At the age of 28, I received a bipolar disorder diagnosis. However, I had a slight tendency toward perfection for years before I discovered I had the condition. I had huge bursts of energy and was constantly very busy. I was constantly thinking, and I had a very impulsive personality. On the other hand, I would experience times when I would feel down and be extremely depressed. I would perform the absolute minimum necessary to get by at work and withdraw because I was so overburdened. It was working nonstop until October 2018, when my life as I knew it came to an abrupt end.
I had recently acquired Oscar the puppy with my boyfriend. SHe had also recently begun working from home more frequently when I was remote. I was working nonstop, introducing Oscar to friends and family, and only getting three hours of sleep each night for days on end. Even though I was worn out, I couldn’t bring myself to stop myself from organizing and cleaning our apartment every night when I should have been sleeping. Later on, I discovered that this behaviour is a sign of a manic episode. My boyfriend once asked me to stop what I was doing and go to bed while I was in one of my go-go-go moods. He spoke to me, but I was totally unresponsive and didn’t even realize it. That had never before occurred.They came to our apartment to assist me in getting to the hospital safely.
Finding out I’m bipolar
I was given a sedative after being admitted to the emergency room, and I slept nonstop for 24 hours. The following day, I was driven to Rogers Memorial Hospital in Oconomowoc, Wisconsin, where there is an on-site inpatient mental health program. I received a quick diagnosis of bipolar I, which means that I occasionally go through periods of extremely severe mood swings, ranging from mania to depression.
My aunt who was diagnosed with bipolar disorder at a young age has done a good job of managing her mental health. She works diligently to improve her mental health, takes her medication, and leads a healthy lifestyle. Due to the fact that it wasn’t really a topic that my family discussed, I didn’t learn about her diagnosis until I was a senior in high school. But that changed when my other aunt began exhibiting bipolar symptoms at family gatherings. I had never before witnessed a manic person. She spoke at a mile per minute and had a lot of energy. Therefore, having family members who also had the diagnosis helped me accept mine.
I entered inpatient treatment after my hospitalization and took a leave of absence for health reasons. A psychiatrist started me on various medications during my stay, and I attended group therapy to begin my bipolar disorder treatment.
I switched to outpatient therapy after six days and made the decision to call my boss. Told him what had happened and what my diagnosis was. I took a 12-week leave of absence under the Family and Medical Leave Act (FMLA) before going back to work. This was essential to my recovery and a key step as I learned about my mental health and adjusted to my medication. I continued to work one-on-one with a therapist throughout my outpatient treatment to set boundaries and make lifestyle changes to help me re-enter my life in a healthier manner.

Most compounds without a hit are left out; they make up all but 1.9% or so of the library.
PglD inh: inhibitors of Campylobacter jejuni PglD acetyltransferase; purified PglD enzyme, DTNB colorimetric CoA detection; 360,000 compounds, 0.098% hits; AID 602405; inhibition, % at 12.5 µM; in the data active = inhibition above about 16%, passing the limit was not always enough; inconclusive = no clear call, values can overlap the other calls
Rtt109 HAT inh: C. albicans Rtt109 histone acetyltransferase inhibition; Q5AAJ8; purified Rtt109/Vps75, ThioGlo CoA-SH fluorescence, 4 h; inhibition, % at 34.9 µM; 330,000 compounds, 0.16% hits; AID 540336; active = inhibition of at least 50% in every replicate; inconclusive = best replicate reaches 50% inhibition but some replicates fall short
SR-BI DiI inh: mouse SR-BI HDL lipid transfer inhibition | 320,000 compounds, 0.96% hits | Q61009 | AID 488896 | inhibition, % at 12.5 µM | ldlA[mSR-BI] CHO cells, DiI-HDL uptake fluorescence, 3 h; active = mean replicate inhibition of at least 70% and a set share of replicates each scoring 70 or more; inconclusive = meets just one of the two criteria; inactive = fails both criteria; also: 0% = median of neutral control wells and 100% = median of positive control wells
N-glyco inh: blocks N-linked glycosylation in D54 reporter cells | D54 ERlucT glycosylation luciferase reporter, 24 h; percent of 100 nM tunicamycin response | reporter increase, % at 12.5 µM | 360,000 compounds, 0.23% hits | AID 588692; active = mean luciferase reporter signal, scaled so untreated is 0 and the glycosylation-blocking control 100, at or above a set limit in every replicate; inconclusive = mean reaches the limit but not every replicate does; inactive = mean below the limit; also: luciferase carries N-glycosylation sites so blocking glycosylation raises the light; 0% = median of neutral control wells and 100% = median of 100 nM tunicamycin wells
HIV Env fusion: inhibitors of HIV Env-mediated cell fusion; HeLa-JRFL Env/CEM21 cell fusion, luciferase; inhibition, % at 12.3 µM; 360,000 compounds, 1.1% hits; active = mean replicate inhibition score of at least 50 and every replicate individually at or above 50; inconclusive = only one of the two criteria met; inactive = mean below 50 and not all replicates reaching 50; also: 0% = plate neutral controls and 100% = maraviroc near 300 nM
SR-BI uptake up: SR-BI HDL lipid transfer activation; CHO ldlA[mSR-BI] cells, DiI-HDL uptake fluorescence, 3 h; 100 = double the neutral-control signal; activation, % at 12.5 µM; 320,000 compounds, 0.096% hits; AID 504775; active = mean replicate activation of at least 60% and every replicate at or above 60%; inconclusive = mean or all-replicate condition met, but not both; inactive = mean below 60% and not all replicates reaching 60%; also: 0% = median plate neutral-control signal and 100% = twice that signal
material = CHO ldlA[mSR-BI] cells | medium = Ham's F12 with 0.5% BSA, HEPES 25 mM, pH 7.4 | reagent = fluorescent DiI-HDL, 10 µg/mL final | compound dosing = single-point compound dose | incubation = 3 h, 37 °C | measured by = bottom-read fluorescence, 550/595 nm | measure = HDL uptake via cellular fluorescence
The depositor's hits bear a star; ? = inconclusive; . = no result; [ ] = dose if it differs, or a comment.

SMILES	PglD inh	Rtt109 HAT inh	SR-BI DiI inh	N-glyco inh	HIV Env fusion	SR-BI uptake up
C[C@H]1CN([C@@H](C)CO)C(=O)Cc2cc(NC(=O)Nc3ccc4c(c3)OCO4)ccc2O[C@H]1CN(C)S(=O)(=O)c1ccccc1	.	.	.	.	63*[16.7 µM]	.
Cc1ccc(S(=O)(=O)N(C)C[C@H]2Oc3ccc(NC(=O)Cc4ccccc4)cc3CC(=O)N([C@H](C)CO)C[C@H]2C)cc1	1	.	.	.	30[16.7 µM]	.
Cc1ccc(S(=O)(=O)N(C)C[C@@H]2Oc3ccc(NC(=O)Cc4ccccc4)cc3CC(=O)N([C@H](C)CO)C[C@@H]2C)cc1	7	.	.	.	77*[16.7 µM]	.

Having Bipolar Disorder
At the moment, I’m taking two different medications—one to aid in sleep and the other to help me control the mood-related aspects of my disorder. I never forget to take my medication. It makes me feel in charge.
In addition, I’ve altered my work-life balance in some pretty significant ways. I used to have no boundaries and check my work emails at all times. But these days, I walk for 20 to 40 minutes with Oscar every morning before checking my email. I turn off my computer by 5:30 pm, and I’m now more deliberate about work travel. It took some trial and error for me to settle on a routine that works, but thankfully I had a supportive boss who pushed me to uphold my boundaries.
My aunt, who has experienced numerous bipolar episodes, does not have a “simple” case of the illness like I do. She has had to experiment with numerous medications and therapies. I seek support from my other aunt, who has successfully managed her bipolar disorder since a young age. She doesn’t think twice to speak to me if she sees that I’m acting strangely, and I can always trust that she isn’t criticizing or demeaning me.
My family and I didn’t really discuss mental health all that much before my diagnosis. But now, it’s a topic we bring up frequently. I believe that talking openly about mental health benefits all of us. My bipolar diagnosis served as the stark reminder that I needed to put my mental health first. I now have a much better understanding of who I am, how my brain works, and how my emotions work after undergoing treatments, working with doctors and therapists, reading about my disorder, and educating myself on it. And that has made it possible for me to live life more wisely, better, and in tune with who I am.
I also made the decision to launch the advocacy blog Bipolar Brought Balance a year after receiving my diagnosis in order to keep a journal and share my experiences with others. My aim is to lessen the stigma associated with bipolar disorder. It simply forms a part of you. I want people who read my story to know that you can still achieve all of your life goals; you just might need to work a little harder at it on some days. However, receiving a diagnosis and taking action to manage and preserve your mental health can put you light years ahead of those who are unaware of the significance of their mental health.